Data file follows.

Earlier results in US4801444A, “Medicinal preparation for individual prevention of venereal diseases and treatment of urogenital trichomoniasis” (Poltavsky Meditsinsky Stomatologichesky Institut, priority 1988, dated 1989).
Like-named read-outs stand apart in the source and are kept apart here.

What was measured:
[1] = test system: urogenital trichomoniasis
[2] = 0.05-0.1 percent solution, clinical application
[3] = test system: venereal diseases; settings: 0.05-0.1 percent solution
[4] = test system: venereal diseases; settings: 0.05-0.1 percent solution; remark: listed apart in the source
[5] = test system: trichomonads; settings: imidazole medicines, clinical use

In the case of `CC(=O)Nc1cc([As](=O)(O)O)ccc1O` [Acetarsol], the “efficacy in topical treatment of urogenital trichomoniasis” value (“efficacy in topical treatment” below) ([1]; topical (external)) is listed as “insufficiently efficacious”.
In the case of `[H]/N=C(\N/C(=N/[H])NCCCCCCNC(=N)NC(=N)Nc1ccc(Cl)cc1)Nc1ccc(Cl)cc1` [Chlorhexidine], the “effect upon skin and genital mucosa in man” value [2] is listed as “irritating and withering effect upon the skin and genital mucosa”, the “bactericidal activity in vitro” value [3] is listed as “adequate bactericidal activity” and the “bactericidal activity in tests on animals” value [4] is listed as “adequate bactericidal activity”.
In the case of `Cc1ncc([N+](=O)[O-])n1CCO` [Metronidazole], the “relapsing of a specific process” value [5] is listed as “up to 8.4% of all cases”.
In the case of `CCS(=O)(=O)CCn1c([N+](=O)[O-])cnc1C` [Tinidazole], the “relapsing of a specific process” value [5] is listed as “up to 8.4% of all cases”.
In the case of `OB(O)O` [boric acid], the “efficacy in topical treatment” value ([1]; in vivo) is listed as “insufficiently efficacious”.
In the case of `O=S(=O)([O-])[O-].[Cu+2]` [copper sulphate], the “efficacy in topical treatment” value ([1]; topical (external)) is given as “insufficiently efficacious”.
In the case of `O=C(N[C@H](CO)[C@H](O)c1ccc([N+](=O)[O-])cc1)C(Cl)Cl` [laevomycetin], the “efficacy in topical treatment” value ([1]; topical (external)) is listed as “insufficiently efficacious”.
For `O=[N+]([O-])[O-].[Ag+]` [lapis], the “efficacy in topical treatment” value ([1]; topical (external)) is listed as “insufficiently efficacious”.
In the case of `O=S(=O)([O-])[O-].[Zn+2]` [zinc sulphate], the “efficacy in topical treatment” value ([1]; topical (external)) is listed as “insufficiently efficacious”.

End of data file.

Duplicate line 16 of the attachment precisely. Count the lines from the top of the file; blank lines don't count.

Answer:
For `O=[N+]([O-])[O-].[Ag+]` [lapis], the “efficacy in topical treatment” value ([1]; topical (external)) is listed as “insufficiently efficacious”.